Which antibiotics are effective against resistant enterococcal strains?

Updated: Jun 10, 2021
  • Author: Susan L Fraser, MD; Chief Editor: John L Brusch, MD, FACP  more...
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Answer

Less frequently used antibiotics (eg, quinupristin-dalfopristin, linezolid, daptomycin, tigecycline) with activity against many VRE strains have improved this situation, but resistance to these agents has already been described. A mutation (G2576U) in the domain V of the 23S rRNA is responsible for linezolid resistance, [5] whereas resistance to quinupristin-dalfopristin may be the result of several mechanisms: modification of enzymes, active efflux, and target modification. Resistance of E faecalis and E faecium to daptomycin, a cyclic lipopeptide antibiotic that acts on the bacterial cell membrane, has also been reported. [7]  Recently approved antibiotics such as eravacycline may provide treatment options in refractory cases.

It appears that the beta-lactam antibiotics ceftaroline, ertapenem, ampicillin, cefepime, and ceftriaxone can increase the in vitro activity of daptomycin against vancomycin-resistant E faecalis and E faecium. Ceftaroline and daptomycin appeared to be the most effective combination. [8] In a study of synergistic combinations against isolates resistant to daptomycin, a combination of daptomycin and ampicillin appeared to be the most synergistic. [9] The unavailability of clinical synergistic data for a specific isolate limits treatment to the mainstays of therapy against resistant enterococci, linezolid and daptomycin.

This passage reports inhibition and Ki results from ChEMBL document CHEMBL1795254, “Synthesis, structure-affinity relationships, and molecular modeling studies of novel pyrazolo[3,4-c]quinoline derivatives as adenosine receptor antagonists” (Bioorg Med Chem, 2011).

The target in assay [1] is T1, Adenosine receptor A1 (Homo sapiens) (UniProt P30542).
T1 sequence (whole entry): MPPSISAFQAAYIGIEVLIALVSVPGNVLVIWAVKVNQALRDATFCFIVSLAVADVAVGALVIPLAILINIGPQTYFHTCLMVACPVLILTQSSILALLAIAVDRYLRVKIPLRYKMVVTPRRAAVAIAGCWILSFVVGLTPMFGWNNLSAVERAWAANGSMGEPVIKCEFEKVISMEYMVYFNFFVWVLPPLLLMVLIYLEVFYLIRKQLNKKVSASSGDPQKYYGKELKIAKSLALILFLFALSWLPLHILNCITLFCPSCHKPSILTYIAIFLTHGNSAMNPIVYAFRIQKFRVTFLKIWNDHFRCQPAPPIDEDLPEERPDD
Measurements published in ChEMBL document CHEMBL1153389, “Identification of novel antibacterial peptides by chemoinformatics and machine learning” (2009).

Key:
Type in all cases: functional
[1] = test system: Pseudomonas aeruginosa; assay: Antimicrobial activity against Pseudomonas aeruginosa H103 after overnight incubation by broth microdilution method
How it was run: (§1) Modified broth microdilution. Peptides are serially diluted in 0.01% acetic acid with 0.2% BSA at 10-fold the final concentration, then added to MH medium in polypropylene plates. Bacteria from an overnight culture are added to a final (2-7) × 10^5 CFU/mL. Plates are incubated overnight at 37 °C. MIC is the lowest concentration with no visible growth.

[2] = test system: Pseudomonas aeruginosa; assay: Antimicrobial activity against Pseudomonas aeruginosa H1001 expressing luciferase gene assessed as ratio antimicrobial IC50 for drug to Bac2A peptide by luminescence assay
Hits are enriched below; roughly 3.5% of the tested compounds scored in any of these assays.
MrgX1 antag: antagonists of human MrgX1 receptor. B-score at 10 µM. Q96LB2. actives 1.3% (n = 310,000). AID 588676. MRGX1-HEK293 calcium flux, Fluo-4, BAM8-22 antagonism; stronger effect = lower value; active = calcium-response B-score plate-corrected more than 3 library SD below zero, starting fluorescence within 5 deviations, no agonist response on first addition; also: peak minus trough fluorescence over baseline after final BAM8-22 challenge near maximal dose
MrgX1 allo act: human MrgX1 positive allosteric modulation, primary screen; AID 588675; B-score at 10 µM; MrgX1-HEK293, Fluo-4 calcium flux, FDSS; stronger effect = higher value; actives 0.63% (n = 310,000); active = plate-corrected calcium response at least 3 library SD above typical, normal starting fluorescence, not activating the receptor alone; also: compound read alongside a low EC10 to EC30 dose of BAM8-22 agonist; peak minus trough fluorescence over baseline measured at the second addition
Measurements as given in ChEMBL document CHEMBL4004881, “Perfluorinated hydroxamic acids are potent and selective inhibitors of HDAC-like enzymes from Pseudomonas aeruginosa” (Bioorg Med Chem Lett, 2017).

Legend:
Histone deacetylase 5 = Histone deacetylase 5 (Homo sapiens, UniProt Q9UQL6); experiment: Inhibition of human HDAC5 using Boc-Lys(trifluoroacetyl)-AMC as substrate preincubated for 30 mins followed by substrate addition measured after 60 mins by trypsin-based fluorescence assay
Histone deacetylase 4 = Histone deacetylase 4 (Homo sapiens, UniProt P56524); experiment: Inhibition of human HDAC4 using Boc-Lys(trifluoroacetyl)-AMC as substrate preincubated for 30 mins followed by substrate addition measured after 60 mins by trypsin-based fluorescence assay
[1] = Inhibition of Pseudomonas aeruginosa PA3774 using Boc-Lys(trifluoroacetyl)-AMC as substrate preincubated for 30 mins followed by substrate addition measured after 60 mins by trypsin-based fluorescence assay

Six phenotypes of vancomycin resistance, termed VanA, VanB, VanC, VanD, VanE, and VanG, have been described. The VanA and VanB phenotypes are clinically significant and mediated by 1-2 acquired transferable operons that consist of 7 genes in 2 clusters termed VANA and VANB operons. In 1988, these gene clusters first were reported in enterococcal strains. VanA is carried on a transposon Tn1546 that is almost always plasmid-mediated.

In the United States and Europe, the 3 major phenotypes include VanA, VanB, and VanD. VanA is the most common, and enterococcal isolates exhibit high-level resistance to both vancomycin and teicoplanin, while VanB isolates have variable resistance to vancomycin and remain susceptible to teicoplanin. The VanC phenotype is mediated by the chromosomal VANC1 and VANC2 genes, which are constitutively present in E gallinarum (VANC1) and E casseliflavus (VANC2). These genes confer relatively low resistance levels to vancomycin and are not transferable. To date, the VanD, VanE, and VanG phenotypes have been described in only a few strains of enterococci.


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